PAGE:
June 15, 2013 Nairobi – Countries in Sub-Saharan Africa will begin using the latest technologies to map and collect data on the distribution of neglected tropical diseases (NTDs) later this year.
Officers running national NTD control programmes will be trained to use the latest mapping tools — including geographic information systems (GIS), geographic positioning systems (GPS) and smart phones to create maps and collect data, to help with ‘practical control’ of diseases that continue to afflict millions of people on the continent.
Despite being some of the easiest diseases to treat, NTDs continued to ravage populations across Africa.
“National control programme officers will be trained in using the latest tools to locate these diseases, and collect and analyse data for cost effective control of NTDs,” explains Simon Brooker, professor of epidemiology at the London School of Tropical Medicine, United Kingdom.
This is the first time African government programmes will deploy such technologies for NTDs surveillance.
“Correct and reliable data on NTDs is not available in many African countries and the only people who have used satellite technology are foreign researchers and some NGOs, who may not necessarily share their results with national governments,” says Brooker.
The five most common NTDs on the continent will be targeted: intestinal worms, trachoma, elephantiasis (lymphatic filariasis), river blindness and bilharzia.
Training for control officers from Ethiopia, Ghana, Kenya, Liberia, Mozambique, Nigeria and Zambia began last month (13-17 May) at the Kenya Medical Research Institute (KEMRI) in Nairobi, after which the officers will start mapping the NTDs in their respective countries.
“The significance of using these technologies in mapping NTDs is to establish distributions, target treatment in need areas, estimate drug and resource requirements in affected populations and obtain clear information for monitoring and control purposes,” says Sammy Njenga, director of the Eastern and Southern Africa Centre of International Parasite Control (ESASIPC), based at KEMRI.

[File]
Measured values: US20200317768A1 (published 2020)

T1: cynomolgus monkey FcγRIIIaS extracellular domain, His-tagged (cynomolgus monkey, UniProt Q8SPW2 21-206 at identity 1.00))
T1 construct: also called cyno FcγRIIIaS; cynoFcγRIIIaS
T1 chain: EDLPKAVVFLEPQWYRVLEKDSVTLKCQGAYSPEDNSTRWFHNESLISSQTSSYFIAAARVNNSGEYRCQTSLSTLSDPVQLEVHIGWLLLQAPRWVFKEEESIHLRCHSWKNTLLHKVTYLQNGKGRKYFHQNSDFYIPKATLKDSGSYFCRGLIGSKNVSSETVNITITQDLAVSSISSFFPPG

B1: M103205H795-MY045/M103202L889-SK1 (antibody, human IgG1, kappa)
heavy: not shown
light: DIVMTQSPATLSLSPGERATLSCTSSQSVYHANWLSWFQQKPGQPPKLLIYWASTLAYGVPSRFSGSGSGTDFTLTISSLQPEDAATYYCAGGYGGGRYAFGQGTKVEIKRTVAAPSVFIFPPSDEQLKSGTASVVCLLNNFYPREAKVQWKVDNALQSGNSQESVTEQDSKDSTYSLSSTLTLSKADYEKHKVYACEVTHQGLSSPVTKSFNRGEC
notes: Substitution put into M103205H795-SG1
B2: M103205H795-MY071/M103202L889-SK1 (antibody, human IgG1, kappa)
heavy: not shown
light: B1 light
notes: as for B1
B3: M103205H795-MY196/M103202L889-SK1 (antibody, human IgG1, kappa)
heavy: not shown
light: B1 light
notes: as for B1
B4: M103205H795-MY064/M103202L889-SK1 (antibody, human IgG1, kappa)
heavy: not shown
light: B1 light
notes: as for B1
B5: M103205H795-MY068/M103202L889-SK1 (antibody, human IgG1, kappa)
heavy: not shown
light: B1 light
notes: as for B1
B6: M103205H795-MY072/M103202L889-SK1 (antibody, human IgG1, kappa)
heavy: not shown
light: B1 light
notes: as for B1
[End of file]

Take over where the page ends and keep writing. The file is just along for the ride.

“NTDs are ‘focal’ in their distribution, meaning that even in localities where they are found they usually occur in pockets — thus the importance of using the technologies in establishing their distribution,” says Njenga.
Erick Khamala, a remote sensing specialist at Nairobi’s Regional Centre for Mapping of Resources for Development, says using satellite technologies to map diseases is the most effective way of capturing their distribution so as to target interventions.
“Data collection can be done by a few people and the software required can be downloaded free from the internet,” he says.
In Kenya, some four million people live under threat of intestinal worms, six million people are at risk of bilharzia, and about 3.2 million are at risk of elephantiasis. All these diseases can be controlled with drugs, but only where good data and resources are available.
The initiative is a collaboration between the Centre for Neglected Tropical Diseases at the Liverpool School of Tropical Medicine, UK, and the ESASIPC, with funding from the Bill and Melinda Gates Foundation.